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C-RATION PHOTOS

Quote from a C-Ration box at Khe Sanh:
"Life has a special flavor to those who fight for it that the sheltered never know"

(CLICK ON THUMBNAILS BELOW TO ENLARGE PHOTOS) 

WWII C-RATION  CRATES:
wwiicrats.jpg (92681 bytes)

UNLOADING C-RATIONS FROM A HUEY IN VIETNAM:

C_ration_box_1a.jpg (29587 bytes) C_ration_box_2a.jpg (28166 bytes) C_ration_box_open.jpg (41926 bytes)

C-RATION B1 UNIT  ACCESORY PACK & THE PACK WITH P-38 IN IT  CRACKERS & CANDY  CAN SEE PLASTIC SPOON IN THIS PHOTO  CARDBOARD SEPARATOR  BEEF WITH SPICED SAUCE & HALVED APRICOTS (BOTH CANS HAVE RUPTURED)   CONTENTS OF ACCESSORY PACK

fruitcake_can1.jpg (411537 bytes) fruitcake_can2.jpg (208723 bytes) fruitcake_can3.jpg (238254 bytes) fruitcake_can4.jpg (265117 bytes)

c-rations.jpg (23313 bytes) c-rations2.jpg (8359 bytes) Franks___Beans.jpg (15816 bytes)

C RATIONS  cratp38.jpg (60533 bytes)  crations.jpg (25346 bytes)

MCI_Box_1971_01.jpg (65887 bytes) MCI_Accessory_01.jpg (61750 bytes) MCI_Accessory_02.jpg (58625 bytes)

MCI_B_Unit_02.jpg (53681 bytes) MCI_B_Unit_01.jpg (65238 bytes)  MCI_B1_01.jpg (59491 bytes)  MCI_B2_01.jpg (65598 bytes) MCI_B2_02.jpg (65100 bytes) MCI_B3_01.jpg (70715 bytes)

MCI_Tabako_01.jpg (58902 bytes) MCI_Accessory_03.jpg (47936 bytes) MCI_Accessory_04.jpg (46786 bytes) MCI_Accessory_05.jpg (46789 bytes) MCI_Accessory_06.jpg (47743 bytes) MCI_Accessory_07.jpg (45694 bytes) MCI_Accessory_08.jpg (44291 bytes) MCI_Accessory_09.jpg (41802 bytes) MCI_Accessory_10.jpg (46636 bytes)

ration_report_MCI_01.jpg (20347 bytes) ration_report_MCI_02.jpg (69795 bytes) ration_report_MCI_04.jpg (53456 bytes) ration_report_MCI_05.jpg (63211 bytes) ration_report_MCI_06.jpg (65994 bytes) ration_report_MCI_07.jpg (52870 bytes) ration_report_MCI_08.jpg (58663 bytes) ration_report_MCI_09.jpg (60001 bytes) ration_report_MCI_10.jpg (51730 bytes)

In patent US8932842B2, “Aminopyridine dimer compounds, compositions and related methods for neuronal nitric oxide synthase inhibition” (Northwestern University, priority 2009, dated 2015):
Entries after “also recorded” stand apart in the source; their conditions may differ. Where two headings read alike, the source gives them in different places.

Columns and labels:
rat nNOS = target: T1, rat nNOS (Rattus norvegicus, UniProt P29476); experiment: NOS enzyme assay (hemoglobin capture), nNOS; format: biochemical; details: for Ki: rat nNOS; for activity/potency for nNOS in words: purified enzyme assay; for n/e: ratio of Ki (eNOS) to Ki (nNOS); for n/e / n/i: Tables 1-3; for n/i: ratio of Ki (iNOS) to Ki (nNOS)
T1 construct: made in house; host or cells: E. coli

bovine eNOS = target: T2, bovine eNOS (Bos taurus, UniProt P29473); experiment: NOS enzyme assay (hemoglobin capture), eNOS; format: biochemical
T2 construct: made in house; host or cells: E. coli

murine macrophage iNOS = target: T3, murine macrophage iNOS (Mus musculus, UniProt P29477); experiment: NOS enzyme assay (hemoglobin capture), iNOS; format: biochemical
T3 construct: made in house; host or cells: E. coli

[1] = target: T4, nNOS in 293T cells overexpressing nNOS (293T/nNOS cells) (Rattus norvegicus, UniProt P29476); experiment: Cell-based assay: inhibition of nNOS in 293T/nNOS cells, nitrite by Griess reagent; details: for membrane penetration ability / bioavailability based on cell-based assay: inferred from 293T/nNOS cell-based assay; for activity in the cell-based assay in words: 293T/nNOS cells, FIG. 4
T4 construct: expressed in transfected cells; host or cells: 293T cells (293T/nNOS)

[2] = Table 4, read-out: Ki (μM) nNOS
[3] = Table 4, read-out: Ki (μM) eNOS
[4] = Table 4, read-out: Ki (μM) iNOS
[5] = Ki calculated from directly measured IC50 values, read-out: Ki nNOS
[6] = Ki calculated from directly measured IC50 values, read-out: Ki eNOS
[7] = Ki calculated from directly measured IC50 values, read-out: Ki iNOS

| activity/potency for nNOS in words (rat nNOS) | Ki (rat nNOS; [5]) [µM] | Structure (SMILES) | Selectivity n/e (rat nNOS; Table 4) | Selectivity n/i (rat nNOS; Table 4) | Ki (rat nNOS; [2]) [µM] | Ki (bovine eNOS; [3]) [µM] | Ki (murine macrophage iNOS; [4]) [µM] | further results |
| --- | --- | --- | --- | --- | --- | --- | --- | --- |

The Charlie Ration Cookbook


Brig. Gen. Walter S. McIlhenny
http://en.wikipedia.org/wiki/Walter_Stauffer_McIlhenny


In 1966 during the Vietnam war Brig. Gen. Walter S. McIlhenny son of the 2nd company president of McIlhenny Company from his experiences with C-Rations as a soldier during WWII came up with the idea to send soldiers copies of the Charlie Ration Cookbook filled with recipes for spicing up C-rations with Tabasco Pepper Sauce wrapped around two-ounce bottles of Tabasco Pepper Sauce along with a handful of a P-38 type can openers all in a waterproof canister. It was illustrated by Fred Rhoads. The first thumbnail below is the canister and it's contents. The second is a copy of the magazine ad sent to me by the Historian & Curator of the McIlhenny Company. The next thumbnail is of a Charlie Ration Cookbook that was sent in an envelope without the Tabasco Sauce or openers. The other thumbnails are the Charlie Ration Cookbook itself:

Click on the thumbnails below to bring up the larger image:
 cratcookbook.jpg (35682 bytes)  TabascoMilitary5SMALL.jpg (92407 bytes)  tabascocratcookbook.jpg (148700 bytes)  charlierationcanisterNAMEBLURRED.JPG (171355 bytes)
cr_c.jpg (57397 bytes) cr_1.jpg (94906 bytes) cr_2.jpg (101549 bytes) cr_3.jpg (109201 bytes) cr_3a.jpg (85295 bytes) cr_4.jpg (99616 bytes)
cr_5.jpg (108410 bytes) cr_6.jpg (103307 bytes) cr_7.jpg (104453 bytes) cr_8.jpg (91843 bytes) cr_9.jpg (57494 bytes) cr_10.jpg (42562 bytes)  

 

there is also an Tabasco MRE Recipe Booklet. click here to view it

 

The MRE Recipe Booklet is still sold on the McIlhenny website: http://countrystore.tabasco.com/products.asp?dept=36

 


 

How to make a C-Ration Stove

The small cans included in the meal were ideal for making a stove. Using a "John Wayne" (a P-38) pierce a series of closely spaced holes around the top and bottom rims of the can. This stove was satisfactory, but did not allow enough oxygen to enter which caused incomplete burning of the blue Trioxin heat tablet, causing fumes which irritated the eyes and respiratory tract. A whole heat tab had to be used.

A better stove was created by simply using the can opener end of a "church key" (a flat metal device designed to open soft drink and beer containers with a bottle opener on one end and can opener on the other commonly used before the invention of the pull tab and screw-off bottle top) to puncture triangular holes around the top and bottom rims of the can which resulted in a hotter fire and much less fumes. With this type of stove only half a Trioxin heat tab was needed to heat the meal and then the other half could be used to heat water for coffee or cocoa. A small chunk of C-4 explosive could also be substituted for the Trioxin tablet for faster heating. It would burn hotter and was much better for heating water.

A stove was usually carried in the back pack or cargo pocket and used repeatedly until the metal began to fail.

 

 

 

 

For more information about C-Rations click on the following links:

http://www.mreinfo.com/mci-contents-page1.html (Great website about MREs has a page on C-Rations)

Quartermaster Museum: Operational Rations Current and Future March 1963 

http://www.qmfound.com/army_rations_historical_background.htm#The%20K%20Ration


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